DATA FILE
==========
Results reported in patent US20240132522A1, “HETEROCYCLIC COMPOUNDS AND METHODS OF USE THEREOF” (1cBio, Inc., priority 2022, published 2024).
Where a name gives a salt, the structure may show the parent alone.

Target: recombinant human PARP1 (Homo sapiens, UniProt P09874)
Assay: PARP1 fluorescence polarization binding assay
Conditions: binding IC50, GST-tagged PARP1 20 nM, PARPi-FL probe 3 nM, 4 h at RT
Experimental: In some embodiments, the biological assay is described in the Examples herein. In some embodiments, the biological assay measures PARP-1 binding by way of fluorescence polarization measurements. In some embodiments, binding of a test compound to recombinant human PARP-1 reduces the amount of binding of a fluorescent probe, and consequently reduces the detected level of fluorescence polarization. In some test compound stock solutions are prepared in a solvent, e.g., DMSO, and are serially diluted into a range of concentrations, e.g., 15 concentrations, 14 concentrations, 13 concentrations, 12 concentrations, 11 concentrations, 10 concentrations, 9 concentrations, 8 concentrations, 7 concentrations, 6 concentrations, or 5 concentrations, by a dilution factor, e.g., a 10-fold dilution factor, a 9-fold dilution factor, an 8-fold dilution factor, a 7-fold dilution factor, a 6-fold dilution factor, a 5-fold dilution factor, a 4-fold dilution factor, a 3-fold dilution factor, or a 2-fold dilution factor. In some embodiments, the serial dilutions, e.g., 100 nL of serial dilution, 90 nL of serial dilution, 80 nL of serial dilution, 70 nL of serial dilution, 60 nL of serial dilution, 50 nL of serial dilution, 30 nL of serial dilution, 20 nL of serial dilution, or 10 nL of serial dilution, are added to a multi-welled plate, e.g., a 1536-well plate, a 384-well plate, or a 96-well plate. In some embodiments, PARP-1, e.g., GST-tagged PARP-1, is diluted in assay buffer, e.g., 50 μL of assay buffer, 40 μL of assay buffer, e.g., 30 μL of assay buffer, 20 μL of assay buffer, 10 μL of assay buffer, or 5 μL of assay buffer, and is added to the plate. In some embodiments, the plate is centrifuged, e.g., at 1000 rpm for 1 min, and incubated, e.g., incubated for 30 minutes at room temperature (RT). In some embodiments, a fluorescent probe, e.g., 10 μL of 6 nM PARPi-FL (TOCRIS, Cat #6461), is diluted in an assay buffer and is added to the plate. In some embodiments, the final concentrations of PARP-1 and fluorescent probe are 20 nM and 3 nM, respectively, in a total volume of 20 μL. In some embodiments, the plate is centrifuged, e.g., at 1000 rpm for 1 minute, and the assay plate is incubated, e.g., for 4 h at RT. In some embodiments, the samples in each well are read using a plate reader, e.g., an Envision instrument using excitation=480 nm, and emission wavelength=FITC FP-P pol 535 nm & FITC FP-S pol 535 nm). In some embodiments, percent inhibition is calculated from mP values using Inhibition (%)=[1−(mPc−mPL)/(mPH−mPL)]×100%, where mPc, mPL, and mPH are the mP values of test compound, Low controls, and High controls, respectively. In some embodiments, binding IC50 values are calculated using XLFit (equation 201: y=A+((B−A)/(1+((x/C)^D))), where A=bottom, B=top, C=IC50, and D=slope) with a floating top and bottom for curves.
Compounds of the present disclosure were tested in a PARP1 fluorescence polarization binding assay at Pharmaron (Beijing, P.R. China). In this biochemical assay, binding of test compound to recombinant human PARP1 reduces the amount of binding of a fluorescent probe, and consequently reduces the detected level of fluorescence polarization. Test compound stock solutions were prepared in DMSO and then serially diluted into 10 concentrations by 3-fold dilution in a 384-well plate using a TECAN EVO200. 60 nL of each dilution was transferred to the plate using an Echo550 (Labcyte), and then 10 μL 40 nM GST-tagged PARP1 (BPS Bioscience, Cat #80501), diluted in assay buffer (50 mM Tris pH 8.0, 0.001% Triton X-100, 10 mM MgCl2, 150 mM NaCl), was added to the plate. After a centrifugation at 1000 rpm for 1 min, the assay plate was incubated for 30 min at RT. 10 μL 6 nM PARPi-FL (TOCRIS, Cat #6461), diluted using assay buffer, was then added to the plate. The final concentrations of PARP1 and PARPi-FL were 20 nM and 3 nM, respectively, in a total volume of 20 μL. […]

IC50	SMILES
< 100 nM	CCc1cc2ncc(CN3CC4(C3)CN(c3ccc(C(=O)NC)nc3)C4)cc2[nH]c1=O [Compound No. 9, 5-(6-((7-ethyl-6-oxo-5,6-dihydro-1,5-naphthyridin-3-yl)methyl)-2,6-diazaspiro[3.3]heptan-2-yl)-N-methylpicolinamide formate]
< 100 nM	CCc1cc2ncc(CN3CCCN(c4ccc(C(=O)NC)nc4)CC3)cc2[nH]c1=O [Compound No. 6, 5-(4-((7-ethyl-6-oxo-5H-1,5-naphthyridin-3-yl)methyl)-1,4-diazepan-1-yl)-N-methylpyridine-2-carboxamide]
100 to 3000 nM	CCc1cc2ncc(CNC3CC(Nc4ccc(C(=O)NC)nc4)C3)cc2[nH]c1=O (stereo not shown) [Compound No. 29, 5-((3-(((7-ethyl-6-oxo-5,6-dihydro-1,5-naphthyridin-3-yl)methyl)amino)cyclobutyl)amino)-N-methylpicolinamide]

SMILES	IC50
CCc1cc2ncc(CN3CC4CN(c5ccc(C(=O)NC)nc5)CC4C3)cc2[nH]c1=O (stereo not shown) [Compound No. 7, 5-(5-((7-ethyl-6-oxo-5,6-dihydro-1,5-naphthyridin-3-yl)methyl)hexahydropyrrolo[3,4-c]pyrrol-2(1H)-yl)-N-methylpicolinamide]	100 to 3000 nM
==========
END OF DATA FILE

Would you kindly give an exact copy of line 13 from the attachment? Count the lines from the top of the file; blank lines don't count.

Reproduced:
CCc1cc2ncc(CN3CC4CN(c5ccc(C(=O)NC)nc5)CC4C3)cc2[nH]c1=O (stereo not shown) [Compound No. 7, 5-(5-((7-ethyl-6-oxo-5,6-dihydro-1,5-naphthyridin-3-yl)methyl)hexahydropyrrolo[3,4-c]pyrrol-2(1H)-yl)-N-methylpicolinamide]	100 to 3000 nM